Secret Service turns off the tap on agents’ boozing

Looks like the party's over.

The Secret Service, after running into trouble for agents' bawdy behavior, is going on booze control -- putting out guidance telling agents that drinking on assignment is prohibited within 10 hours of reporting for duty and is effectively outlawed on-site once an official visit begins.

The new directive comes in the wake of the Colombia prostitution scandal that rocked the Secret Service earlier this year. Those rules have now been officially added to the agency's Human Resources and Training Manual, after the following email -- which was obtained by -- went out:

"Alcohol may only be consumed in moderate amounts while off-duty on a TDY assignment and alcohol use is prohibited within 10 hours of reporting for duty.  Alcohol may not be consumed at the protectee hotel once the protective visit has begun.  See Human Resources and Training Manual, section PER-05(05), Miscellaneous Standards."

The email directive came from the Deputy Assistant Director of Human Resources and Training. It reflects new policy implemented after the Colombia scandal. and other outlets have reported extensively on agents' behavior on assignment both inside and outside the United States.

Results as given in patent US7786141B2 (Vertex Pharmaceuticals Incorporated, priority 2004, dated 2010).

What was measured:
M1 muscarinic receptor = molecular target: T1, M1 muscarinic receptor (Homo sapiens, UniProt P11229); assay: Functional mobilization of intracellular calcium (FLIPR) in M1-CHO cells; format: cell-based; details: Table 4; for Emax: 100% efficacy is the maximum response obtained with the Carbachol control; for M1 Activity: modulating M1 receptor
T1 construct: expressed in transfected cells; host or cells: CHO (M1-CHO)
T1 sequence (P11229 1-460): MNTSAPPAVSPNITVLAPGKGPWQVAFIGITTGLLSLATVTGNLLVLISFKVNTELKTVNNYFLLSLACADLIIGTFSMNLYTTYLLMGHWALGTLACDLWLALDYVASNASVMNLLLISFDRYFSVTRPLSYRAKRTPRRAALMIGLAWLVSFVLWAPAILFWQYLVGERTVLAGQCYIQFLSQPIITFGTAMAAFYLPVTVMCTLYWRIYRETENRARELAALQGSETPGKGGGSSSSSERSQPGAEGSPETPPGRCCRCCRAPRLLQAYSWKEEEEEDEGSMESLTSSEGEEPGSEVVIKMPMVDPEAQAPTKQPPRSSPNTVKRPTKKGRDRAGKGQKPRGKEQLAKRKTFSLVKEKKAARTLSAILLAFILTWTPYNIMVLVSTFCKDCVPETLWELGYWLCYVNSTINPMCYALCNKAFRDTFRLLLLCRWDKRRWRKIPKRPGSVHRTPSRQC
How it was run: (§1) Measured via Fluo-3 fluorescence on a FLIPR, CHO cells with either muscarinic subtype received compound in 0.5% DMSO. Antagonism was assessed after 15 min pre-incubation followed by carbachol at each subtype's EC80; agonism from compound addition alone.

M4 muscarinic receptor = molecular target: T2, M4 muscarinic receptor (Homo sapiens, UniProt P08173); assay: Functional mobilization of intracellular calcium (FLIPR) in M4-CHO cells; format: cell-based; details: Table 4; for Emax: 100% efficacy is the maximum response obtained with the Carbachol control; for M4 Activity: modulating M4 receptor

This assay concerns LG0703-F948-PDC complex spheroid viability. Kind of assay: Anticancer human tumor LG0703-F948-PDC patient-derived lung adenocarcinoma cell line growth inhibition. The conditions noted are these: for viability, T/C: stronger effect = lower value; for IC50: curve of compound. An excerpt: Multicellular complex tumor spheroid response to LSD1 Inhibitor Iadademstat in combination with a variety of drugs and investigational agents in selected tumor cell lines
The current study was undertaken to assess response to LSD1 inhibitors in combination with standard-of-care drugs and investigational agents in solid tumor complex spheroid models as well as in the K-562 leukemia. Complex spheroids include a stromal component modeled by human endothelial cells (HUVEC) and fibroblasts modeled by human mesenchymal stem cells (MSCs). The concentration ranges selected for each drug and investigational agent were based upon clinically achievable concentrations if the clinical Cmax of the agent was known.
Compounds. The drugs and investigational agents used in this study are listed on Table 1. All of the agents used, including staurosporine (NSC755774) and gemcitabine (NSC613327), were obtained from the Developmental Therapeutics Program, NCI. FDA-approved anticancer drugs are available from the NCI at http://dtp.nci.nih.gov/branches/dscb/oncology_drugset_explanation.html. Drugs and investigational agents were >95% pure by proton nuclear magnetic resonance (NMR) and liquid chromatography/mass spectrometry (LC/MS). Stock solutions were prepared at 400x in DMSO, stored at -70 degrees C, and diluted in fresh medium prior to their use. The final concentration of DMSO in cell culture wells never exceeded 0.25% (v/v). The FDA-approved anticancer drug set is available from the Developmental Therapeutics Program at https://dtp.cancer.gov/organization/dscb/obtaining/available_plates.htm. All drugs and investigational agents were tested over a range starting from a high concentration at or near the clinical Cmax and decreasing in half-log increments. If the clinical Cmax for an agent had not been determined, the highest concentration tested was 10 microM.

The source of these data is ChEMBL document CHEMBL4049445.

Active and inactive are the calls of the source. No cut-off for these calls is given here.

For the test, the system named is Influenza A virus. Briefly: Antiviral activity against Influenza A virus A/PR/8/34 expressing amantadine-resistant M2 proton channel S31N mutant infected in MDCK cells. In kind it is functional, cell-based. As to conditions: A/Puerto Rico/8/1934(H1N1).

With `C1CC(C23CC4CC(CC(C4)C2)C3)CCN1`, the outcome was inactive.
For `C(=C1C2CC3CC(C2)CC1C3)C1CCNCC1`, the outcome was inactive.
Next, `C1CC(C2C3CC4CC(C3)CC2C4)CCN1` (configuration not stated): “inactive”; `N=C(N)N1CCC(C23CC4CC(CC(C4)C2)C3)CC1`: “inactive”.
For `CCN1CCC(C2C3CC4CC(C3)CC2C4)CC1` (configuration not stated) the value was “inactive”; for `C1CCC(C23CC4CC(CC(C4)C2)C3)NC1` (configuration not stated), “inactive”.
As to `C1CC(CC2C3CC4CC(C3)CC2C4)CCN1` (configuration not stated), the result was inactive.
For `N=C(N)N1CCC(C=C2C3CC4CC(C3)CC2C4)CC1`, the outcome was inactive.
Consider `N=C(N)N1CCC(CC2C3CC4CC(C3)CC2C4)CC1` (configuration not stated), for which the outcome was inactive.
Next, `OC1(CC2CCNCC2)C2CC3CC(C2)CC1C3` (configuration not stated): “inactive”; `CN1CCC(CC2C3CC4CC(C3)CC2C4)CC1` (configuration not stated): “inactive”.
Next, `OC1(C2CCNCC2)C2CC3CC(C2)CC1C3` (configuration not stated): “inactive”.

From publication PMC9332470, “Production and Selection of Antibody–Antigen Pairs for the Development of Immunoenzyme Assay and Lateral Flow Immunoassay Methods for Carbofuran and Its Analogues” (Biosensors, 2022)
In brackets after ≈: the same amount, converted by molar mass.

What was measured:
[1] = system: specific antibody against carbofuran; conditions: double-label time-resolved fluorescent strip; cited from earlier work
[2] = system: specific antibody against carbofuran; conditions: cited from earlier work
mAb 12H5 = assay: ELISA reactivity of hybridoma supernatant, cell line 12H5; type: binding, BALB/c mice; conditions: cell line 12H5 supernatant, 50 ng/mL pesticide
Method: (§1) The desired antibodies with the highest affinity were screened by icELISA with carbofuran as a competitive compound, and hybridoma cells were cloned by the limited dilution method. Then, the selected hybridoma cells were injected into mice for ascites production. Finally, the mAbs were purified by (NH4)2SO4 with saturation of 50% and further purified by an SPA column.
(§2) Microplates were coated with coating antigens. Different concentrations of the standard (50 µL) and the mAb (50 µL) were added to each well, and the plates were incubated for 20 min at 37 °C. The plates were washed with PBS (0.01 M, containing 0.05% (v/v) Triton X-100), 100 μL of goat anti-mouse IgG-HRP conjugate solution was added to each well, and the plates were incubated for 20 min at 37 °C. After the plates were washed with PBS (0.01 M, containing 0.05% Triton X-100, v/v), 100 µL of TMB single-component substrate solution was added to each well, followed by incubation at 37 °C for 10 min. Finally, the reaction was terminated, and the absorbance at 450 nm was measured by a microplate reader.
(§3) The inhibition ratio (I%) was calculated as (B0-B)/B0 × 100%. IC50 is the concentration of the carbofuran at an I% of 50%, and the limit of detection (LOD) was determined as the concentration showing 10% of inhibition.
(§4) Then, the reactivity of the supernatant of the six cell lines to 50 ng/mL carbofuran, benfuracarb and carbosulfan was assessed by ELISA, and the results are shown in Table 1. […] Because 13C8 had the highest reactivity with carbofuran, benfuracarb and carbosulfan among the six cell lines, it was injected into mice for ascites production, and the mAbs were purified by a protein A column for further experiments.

What does "moderate amounts" of alcohol mean exactly? Nobody seems to know.

Ed Donovan, Secret Service spokesman, dodged the question when asked by Regarding the email, he said only:

"This is not 'new.' It's just the administrative implementation of the policy change from several months ago. That policy change was reported on extensively at the time."

He did not reply to a follow-up email asking again for clarity about the definition of "moderate."

Thirteen agents were sent home during the April international imbroglio that has tarnished the agency's reputation. An inspector general's investigation found six of the agents had brought prostitutes back to their Cartagena hotel room. Two other DHS OIG reports are nearing completion.

The new rules were described to by one high-ranking agency official as "silly, hysterical and entirely unenforceable."

"As I said, there's B.C. and A.C.," another agent said, with a sigh. "Before Colombia and After Colombia."

Email Jana Winter at